Let the voters decide who’s watching over our dirty water.
A possible court fight is shaping up over who will take a seat on the Metropolitan Water Reclamation District board after the Nov. 6 general election. On one side will be a candidate chosen by the voters. On the other side will be a guy appointed by Gov. Bruce Rauner.
We favor the candidate who stood for election. That’s called democracy. Most likely that will be Cameron “Cam” Davis, who won the March Democratic primary and is a runaway favorite in the November election. Davis has earned the gig, and a court fight would be a big waste of time and money.
Last fall, just days before the Dec. 4 filing deadline for the March 20 primary election, MWRD Commissioner Timothy Bradford died, making it too late for anyone else to circulate petitions to run for the final two years remaining on his term.
The Cook County clerk, guided by a legal opinion from the Cook County state’s attorney’s office, announced candidates could run as write-ins in the Democratic and Republican primaries. Davis won the Democratic race. Geoffrey Cubbage won the Green Party nomination. No Republican candidate ran.
On Nov. 6, Davis and Cubbage will be on the ballot for the general election. Anyone interested in running for the now-vacant Republican slot has until June 4 to turn in petitions.
But on March 23, Rauner appointed David J. Walsh, a previous appointee to the board, to the Bradford seat through the 2020 general election.
As governor, Rauner can fill a vacant position through the next general election, and he says that’s in 2020, not in November.
If nothing changes, that means two people will be laying claim to the same seat after the November election. Which might lead to litigation over the matter. Which is a stupidity we can avoid.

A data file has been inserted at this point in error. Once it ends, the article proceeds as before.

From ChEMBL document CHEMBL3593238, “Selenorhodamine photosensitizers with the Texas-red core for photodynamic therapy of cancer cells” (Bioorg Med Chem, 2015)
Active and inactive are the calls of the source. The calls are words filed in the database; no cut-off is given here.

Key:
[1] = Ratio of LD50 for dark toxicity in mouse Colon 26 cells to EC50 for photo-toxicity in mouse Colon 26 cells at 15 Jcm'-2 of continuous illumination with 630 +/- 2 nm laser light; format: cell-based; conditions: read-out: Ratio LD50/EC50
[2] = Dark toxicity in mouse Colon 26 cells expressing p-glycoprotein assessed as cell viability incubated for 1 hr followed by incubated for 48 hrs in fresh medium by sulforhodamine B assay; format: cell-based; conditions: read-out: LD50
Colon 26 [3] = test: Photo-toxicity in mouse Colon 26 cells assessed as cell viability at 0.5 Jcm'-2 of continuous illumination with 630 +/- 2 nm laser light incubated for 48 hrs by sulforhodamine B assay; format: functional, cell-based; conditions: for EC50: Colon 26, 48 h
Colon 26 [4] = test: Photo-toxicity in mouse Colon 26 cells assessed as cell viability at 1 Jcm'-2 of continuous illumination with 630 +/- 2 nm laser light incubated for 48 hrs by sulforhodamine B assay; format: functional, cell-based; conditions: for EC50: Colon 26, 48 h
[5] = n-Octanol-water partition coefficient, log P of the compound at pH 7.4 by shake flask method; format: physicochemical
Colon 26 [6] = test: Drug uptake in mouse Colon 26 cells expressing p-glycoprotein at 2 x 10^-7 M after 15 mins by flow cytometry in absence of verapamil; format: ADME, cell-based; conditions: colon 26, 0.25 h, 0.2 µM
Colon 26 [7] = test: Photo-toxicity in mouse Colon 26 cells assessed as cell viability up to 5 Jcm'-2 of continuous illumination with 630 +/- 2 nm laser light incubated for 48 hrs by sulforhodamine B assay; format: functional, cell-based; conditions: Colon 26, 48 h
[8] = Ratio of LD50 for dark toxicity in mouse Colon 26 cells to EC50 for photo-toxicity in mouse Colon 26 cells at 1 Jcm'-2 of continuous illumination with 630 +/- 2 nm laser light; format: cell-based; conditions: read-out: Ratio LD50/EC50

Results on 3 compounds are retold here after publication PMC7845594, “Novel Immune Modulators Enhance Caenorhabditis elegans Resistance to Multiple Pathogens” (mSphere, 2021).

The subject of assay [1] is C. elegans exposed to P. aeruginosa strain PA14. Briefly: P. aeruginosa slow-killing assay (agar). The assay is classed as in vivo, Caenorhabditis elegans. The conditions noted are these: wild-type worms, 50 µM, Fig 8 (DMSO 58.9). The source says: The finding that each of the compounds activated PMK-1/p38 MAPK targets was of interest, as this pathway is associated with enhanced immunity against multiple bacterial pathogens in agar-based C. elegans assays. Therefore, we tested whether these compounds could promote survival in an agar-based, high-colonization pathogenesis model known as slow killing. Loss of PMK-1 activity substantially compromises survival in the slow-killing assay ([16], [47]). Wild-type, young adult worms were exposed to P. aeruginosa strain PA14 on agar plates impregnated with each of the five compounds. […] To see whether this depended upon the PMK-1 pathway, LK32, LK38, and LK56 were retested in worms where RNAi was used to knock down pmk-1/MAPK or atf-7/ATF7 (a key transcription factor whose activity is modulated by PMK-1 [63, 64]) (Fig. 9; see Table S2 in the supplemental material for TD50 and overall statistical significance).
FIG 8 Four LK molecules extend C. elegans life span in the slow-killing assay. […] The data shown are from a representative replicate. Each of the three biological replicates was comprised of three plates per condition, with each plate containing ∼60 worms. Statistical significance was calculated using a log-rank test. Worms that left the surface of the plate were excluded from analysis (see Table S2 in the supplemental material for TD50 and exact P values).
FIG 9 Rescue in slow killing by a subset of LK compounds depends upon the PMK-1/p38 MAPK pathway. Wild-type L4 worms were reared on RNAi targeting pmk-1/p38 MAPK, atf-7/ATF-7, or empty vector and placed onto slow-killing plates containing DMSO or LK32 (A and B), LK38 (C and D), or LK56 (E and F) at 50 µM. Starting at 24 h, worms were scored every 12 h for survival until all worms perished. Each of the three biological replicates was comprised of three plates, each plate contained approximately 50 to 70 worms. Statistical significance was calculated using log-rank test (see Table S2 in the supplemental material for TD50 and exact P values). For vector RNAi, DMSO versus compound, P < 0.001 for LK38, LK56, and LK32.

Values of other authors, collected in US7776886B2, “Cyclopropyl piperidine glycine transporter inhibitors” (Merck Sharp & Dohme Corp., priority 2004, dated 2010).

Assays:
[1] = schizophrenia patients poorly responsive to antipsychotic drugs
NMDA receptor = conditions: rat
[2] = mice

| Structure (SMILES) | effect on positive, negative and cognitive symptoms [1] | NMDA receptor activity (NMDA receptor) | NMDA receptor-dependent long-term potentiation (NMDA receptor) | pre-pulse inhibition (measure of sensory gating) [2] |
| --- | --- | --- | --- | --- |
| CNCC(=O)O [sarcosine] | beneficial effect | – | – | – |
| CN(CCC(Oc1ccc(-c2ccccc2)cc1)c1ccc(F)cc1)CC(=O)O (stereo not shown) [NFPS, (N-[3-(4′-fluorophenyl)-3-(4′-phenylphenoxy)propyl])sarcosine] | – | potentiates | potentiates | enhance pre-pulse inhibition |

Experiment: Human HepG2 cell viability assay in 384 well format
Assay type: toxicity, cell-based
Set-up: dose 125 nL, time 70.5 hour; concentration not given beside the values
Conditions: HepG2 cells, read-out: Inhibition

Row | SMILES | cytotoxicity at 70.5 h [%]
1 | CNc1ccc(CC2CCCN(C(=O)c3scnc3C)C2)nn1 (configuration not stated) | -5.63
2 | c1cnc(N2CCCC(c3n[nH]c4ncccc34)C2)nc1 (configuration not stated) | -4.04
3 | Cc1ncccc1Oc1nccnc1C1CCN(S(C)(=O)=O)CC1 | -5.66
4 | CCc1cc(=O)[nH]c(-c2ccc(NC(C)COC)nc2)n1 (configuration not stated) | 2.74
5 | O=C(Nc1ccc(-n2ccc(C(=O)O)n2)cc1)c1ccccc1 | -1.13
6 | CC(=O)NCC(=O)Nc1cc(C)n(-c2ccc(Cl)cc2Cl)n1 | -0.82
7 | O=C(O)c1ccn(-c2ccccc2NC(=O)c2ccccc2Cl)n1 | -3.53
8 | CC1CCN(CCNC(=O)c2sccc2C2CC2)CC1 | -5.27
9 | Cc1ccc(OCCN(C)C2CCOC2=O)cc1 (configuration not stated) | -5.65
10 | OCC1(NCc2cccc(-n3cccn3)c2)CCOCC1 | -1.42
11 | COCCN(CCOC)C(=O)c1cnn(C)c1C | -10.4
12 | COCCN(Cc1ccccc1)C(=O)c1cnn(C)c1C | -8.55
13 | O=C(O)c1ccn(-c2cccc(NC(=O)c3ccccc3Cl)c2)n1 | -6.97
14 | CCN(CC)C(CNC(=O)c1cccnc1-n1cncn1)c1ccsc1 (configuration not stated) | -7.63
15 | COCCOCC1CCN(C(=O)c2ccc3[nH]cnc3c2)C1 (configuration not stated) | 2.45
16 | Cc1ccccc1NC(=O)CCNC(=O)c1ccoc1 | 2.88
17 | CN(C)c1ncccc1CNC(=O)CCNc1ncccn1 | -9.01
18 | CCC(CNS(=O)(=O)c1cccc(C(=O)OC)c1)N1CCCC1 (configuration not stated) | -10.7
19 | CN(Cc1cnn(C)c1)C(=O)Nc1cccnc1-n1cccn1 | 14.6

Rauner should back off and let the democratic process trump his appointment of Walsh.
The MWRD board once was a haven for party hacks. But in recent years voters have done a better job of electing candidates with strong environmental backgrounds who have turned the agency into a force for conservation, even earning it national acclaim. Davis, for example, has spent more than 30 years working on water issues.
Last week, Rauner paid back a political favor to former state Rep. Ken Dunkin, D-Chicago, by appointing Dunkin to a different unexpired term on the MWRD board. Dunkin had supported Rauner on critical legislative votes, but he has no environmental background.
The governor who complains about political “bosses” putting up patronage hacks put up Dunkin, who’s looking to us like a patronage hack.
The voters have been doing better than that. Let them call the shots.
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